On June 23, 2010, the Receiver filed a motion for contempt in the Court of Appeals based on Mr. Cody's continued representation of Ms. Braxton. On August 27, 2010, the Court of Appeals ruled that Mr. Cody had a conflict of interest in his representation of Ms. Braxton and the Center and ordered Mr. Cody to refrain from representing or purporting to represent Ms. Braxton or the Center. The Court of Appeals directed the Clerk to advise the Board of Professional Responsibility of its ruling.

On February 3, 2011, the Board filed a petition for discipline against Mr. Cody, alleging violations of Tenn. Sup. Ct. R. 8, Rules of Professional Conduct[1] ("RPC") 1.7, [2]3.1, [3] and 8.4.[4] A Hearing Panel concluded that Mr. Cody had a conflict of interest by representing both the Center and Ms. Braxton and that his continued representation of those clients violated Tenn. Sup. Ct. R. 8, RPCs 1.7, 3.1, and 8.4. The Hearing Panel recommended a public censure. Mr. Cody did not appeal. On January 6, 2012, the Board approved the recommendation for a public censure of Mr. Cody. On March 16, 2012, this Court issued an Order of Enforcement that publicly censured Mr. Cody.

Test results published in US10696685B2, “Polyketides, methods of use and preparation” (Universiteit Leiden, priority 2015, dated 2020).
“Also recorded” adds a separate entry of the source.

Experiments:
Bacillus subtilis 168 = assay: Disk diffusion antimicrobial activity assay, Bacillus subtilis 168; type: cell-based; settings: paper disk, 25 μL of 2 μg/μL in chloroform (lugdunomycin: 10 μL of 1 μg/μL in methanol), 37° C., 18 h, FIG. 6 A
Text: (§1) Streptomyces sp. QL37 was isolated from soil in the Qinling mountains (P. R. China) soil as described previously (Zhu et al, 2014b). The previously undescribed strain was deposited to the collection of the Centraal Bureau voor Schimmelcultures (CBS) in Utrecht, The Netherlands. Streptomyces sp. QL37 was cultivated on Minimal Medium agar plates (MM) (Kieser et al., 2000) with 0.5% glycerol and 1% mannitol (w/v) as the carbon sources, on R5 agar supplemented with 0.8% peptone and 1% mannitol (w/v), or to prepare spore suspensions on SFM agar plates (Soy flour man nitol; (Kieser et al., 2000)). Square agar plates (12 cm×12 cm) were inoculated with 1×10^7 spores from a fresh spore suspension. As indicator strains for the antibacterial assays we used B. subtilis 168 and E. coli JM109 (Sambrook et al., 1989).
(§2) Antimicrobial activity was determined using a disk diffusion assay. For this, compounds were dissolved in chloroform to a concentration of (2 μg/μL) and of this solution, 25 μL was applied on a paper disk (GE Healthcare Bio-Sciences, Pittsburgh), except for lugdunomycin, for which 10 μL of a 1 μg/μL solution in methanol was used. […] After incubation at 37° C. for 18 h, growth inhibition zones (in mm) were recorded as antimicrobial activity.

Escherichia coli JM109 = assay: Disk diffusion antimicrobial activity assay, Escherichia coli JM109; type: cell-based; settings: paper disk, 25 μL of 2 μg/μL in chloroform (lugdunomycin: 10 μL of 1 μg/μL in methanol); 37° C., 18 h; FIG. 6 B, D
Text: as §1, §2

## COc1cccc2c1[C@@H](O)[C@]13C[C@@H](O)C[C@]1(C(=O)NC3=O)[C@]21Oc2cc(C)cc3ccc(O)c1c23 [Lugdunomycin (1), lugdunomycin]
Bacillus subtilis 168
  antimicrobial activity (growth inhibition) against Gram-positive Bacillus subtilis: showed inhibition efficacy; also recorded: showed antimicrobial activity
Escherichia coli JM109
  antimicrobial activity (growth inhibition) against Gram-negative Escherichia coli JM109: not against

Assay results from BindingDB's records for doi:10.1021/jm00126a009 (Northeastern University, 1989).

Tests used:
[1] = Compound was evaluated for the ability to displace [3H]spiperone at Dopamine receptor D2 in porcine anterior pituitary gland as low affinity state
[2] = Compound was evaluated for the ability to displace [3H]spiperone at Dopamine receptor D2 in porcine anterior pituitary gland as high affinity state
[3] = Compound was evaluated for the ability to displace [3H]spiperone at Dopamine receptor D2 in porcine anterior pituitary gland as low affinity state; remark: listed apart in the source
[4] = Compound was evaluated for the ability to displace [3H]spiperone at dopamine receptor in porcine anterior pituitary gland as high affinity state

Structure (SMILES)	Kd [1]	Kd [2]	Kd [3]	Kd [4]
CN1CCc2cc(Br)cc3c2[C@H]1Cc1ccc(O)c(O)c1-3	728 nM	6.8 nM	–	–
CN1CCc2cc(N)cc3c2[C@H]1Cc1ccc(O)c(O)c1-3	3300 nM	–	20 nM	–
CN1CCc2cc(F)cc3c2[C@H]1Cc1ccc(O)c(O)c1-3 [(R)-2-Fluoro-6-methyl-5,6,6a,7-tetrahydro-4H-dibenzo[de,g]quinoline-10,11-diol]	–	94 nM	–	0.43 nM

On March 6, 2012, after the Hearing Panel's decision, but before its approval by this Court, Mr. Cody filed a motion in the Chancery Court on behalf of the Center and Ms. Braxton, asking the court to declare null and void, to set aside, and to vacate all orders issued by the Chancery Court in the original action. On March 20, 2012, the Center's attorney, Michael McLaren, filed a motion to strike all pleadings filed by Mr. Cody on behalf of the Center and Ms. Braxton. On April 10, 2012, the Chancellor granted the motion and ordered that all the pleadings filed by Mr. Cody be stricken, based on its finding that Mr. Cody had a conflict of interest by representing both the Center and Ms. Braxton in the same proceeding.